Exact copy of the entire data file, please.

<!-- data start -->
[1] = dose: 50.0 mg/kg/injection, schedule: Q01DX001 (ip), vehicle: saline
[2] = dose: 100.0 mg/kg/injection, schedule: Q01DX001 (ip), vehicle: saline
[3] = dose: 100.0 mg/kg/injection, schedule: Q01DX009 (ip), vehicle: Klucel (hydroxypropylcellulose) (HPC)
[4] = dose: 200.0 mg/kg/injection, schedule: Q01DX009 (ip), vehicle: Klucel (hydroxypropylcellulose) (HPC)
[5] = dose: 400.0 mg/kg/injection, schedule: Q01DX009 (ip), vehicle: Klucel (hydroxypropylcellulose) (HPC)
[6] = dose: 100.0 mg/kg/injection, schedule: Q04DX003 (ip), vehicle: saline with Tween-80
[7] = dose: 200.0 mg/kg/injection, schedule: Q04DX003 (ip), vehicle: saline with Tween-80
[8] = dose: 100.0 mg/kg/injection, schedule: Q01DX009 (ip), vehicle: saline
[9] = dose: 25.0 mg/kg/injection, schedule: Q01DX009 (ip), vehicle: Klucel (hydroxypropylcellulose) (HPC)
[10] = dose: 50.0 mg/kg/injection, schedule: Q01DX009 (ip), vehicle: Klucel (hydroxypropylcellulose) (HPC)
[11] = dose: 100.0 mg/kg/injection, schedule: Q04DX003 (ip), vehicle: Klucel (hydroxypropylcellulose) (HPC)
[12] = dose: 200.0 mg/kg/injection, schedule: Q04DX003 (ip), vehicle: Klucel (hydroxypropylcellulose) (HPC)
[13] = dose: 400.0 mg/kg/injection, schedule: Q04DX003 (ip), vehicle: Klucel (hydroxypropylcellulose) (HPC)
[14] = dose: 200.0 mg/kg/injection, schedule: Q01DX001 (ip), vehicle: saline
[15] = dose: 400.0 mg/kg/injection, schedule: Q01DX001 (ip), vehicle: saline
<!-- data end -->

[1] = dose: 50.0 mg/kg/injection, schedule: Q01DX001 (ip), vehicle: saline
[2] = dose: 100.0 mg/kg/injection, schedule: Q01DX001 (ip), vehicle: saline
[3] = dose: 100.0 mg/kg/injection, schedule: Q01DX009 (ip), vehicle: Klucel (hydroxypropylcellulose) (HPC)
[4] = dose: 200.0 mg/kg/injection, schedule: Q01DX009 (ip), vehicle: Klucel (hydroxypropylcellulose) (HPC)
[5] = dose: 400.0 mg/kg/injection, schedule: Q01DX009 (ip), vehicle: Klucel (hydroxypropylcellulose) (HPC)
[6] = dose: 100.0 mg/kg/injection, schedule: Q04DX003 (ip), vehicle: saline with Tween-80
[7] = dose: 200.0 mg/kg/injection, schedule: Q04DX003 (ip), vehicle: saline with Tween-80
[8] = dose: 100.0 mg/kg/injection, schedule: Q01DX009 (ip), vehicle: saline
[9] = dose: 25.0 mg/kg/injection, schedule: Q01DX009 (ip), vehicle: Klucel (hydroxypropylcellulose) (HPC)
[10] = dose: 50.0 mg/kg/injection, schedule: Q01DX009 (ip), vehicle: Klucel (hydroxypropylcellulose) (HPC)
[11] = dose: 100.0 mg/kg/injection, schedule: Q04DX003 (ip), vehicle: Klucel (hydroxypropylcellulose) (HPC)
[12] = dose: 200.0 mg/kg/injection, schedule: Q04DX003 (ip), vehicle: Klucel (hydroxypropylcellulose) (HPC)
[13] = dose: 400.0 mg/kg/injection, schedule: Q04DX003 (ip), vehicle: Klucel (hydroxypropylcellulose) (HPC)
[14] = dose: 200.0 mg/kg/injection, schedule: Q01DX001 (ip), vehicle: saline
[15] = dose: 400.0 mg/kg/injection, schedule: Q01DX001 (ip), vehicle: saline